The Mann family
6 year old Maurice John Mann lived at Chittleford, Widecombe, when he was admitted to the local school in 1908. The son of S J Mann, a farmer, he left to go to Ashburton, but returned to the school a few months afterwards. He finally left in December 1916.
National School Admission Registers and Log-books 1870-1914

Maurice married Hilda M Perkins in 1930, in the Newton Abbot registration district.
Born in Buckland-in-the-Moor, Hilda was the daughter of an estate foreman. After attending Ashburton Council School she passed an examination to gain a free place at the Grammar School, where she was taught by Mr Naylor.
1911 census RG14, piece no 12729
Western Times 19 June 1918 p3 col1 - Accessed 4-12-2016

Hilda's brother Henry Jeffery Perkins had been the only person from Buckland-in-the-moor to die in WW1.
Thanks to Alister Jamieson for the above information
See Roll of Honour WW1 M-S, under Ashburton in Peril, for more on Henry.

In 1939 Maurice Jn Mann, West St., Ashburton is listed under Wireless Engineers in Kelly's Directory.
Kelly's Directory for Devon, 1939, p1270

Newspapers in the 1940s frequently record that Mr M J Mann provided the music and microphone at local events. The Landscove fete in 1949 in aid of the Victory Hall Building fund was one of them.
Western Times 2 September 1949 p9 col4

From Alister Jamieson:
'Maurice Mann used to work for the Whitley family, and became fascinated playing with electricity. He taught himself to be an electrician.
He and his wife Hilda lived in Buckland-in-the-Moor. In 1938 they purchased a shop in Ashburton - No 3 West Street. They also moved into 27 West St., now (2016) the Old Coffee House. It is possible that No 3 was already an electrical shop.*
Above: Extreme left. M J Mann's shop at no 3 West St. Is it supported on pillars?
From my own collection

Cont. 'At 'Mann's' they sold a whole range of electrical items and also played an important role in keeping accumulators charged for the town and surrounding areas. Accumulators were basically another name for batteries, which used to run people's wireless radios. Customers would bring them in once a week and they would be exchanged for a fully charged accumulator. The accumulators would be charged in the sheds behind the Ambulance Hall, on the way to the recreation ground - they are still there today.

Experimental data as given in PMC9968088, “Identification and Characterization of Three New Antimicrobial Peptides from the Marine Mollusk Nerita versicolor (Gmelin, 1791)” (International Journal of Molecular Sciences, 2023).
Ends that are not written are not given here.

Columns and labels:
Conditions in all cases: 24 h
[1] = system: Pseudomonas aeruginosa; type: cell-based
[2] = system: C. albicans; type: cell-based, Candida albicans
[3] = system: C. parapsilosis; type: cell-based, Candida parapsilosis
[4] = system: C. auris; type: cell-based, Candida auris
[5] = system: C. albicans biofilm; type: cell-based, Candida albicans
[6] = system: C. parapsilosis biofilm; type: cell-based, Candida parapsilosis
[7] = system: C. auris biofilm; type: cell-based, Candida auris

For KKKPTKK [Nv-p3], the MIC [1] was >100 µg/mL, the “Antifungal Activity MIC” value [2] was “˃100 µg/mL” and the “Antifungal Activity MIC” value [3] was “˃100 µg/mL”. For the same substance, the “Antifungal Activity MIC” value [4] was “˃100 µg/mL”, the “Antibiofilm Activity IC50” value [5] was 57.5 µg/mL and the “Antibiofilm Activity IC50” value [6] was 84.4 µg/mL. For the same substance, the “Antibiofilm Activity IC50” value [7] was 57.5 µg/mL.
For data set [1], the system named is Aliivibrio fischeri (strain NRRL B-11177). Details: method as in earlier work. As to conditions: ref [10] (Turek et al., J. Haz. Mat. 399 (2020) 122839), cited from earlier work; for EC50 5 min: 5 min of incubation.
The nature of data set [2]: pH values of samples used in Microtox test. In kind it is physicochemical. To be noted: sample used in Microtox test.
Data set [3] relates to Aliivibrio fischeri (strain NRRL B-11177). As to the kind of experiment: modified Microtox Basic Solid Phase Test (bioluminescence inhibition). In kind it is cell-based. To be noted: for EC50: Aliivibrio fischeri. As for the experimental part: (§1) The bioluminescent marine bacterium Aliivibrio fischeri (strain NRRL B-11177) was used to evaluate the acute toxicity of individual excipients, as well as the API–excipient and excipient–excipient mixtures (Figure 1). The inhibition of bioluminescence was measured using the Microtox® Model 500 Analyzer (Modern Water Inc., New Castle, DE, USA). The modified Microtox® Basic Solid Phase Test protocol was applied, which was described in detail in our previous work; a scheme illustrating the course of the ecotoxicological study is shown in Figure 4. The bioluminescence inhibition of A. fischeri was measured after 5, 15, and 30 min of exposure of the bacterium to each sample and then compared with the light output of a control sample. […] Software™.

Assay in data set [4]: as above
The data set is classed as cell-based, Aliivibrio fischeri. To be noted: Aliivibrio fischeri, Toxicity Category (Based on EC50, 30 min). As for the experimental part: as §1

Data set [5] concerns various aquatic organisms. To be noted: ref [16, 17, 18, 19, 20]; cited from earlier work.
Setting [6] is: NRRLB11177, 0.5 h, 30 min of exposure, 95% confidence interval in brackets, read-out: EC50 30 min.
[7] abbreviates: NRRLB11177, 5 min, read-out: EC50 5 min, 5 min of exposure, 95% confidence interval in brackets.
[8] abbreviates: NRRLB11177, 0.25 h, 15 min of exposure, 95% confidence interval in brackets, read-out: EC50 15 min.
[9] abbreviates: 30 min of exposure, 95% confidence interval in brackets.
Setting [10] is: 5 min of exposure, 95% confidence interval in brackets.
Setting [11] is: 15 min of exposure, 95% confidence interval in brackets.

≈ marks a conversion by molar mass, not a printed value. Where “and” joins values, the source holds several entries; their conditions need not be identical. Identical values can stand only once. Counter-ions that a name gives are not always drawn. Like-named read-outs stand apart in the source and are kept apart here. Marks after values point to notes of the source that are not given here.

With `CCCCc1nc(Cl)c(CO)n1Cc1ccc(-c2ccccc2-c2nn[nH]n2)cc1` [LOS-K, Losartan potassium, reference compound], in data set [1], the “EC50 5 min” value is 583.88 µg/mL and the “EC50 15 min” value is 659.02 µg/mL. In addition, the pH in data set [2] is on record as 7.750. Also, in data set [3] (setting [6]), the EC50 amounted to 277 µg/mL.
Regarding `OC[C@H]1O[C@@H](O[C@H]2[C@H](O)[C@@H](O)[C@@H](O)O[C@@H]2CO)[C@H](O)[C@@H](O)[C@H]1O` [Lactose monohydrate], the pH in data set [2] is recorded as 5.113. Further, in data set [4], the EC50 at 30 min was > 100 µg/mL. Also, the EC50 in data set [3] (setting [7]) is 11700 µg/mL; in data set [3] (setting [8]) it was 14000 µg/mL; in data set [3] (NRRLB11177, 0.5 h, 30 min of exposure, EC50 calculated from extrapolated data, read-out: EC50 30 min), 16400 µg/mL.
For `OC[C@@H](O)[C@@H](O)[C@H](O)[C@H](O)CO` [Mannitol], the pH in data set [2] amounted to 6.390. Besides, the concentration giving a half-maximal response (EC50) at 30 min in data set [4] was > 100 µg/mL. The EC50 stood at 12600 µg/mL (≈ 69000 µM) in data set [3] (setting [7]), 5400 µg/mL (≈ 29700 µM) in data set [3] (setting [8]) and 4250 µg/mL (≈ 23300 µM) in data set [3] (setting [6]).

A week later they would be returned and the whole process repeated.
The fee for this service was 6d (two and a half pence in today's currency). Hilda was still delivering accumulators until the day before she gave birth to her daughter, Geraldine.
Maurice also purchased No 4 West Street, that at one time had been Eastman's the butchers, who moved to North Street. No 4 was opposite No 3, and became the workshop for repairing all items including wirelesses. televisions, hoovers etc. The river Ashburn runs under both shops and Geraldine remembers that No 4 flooded regularly. When heavy rain was forecast she had to rush to pick up any televisions and radios that were on the floor waiting for repair, and put them safely high up on tables. Until the flood prevention scheme the river would run right through the shop. 

The Manns also owned Eastern Garage, which they rented to Jim Pearce.

In 1953 the monks of Buckfast Abbey were given permission to watch the Queen's coronation. Father Ignatious allowed a television aerial to be erected on the top of the tower of the Abbey to receive a signal from the Welsh transmitting station Wenvoe so that the monks could watch the broadcast.
Maurice was also joined by his 14 year old son Maurice Mann Jnr at the Abbey to watch the coronation.'

Very many thanks to Alister and Geraldine Jamieson for the above item.

* L[ewis] Arscott, Radio Engineer, was at 40 East St sometime in the early 1930s. He did repairs, and supplied accumulators, much as Maurice Mann did at the end of the decade. Unless Lewis moved to West St it seems likely that Maurice took over the business, but not the premises.
See the item about Lewis Arscott under Occupations 1900s, under Banks and Businesses.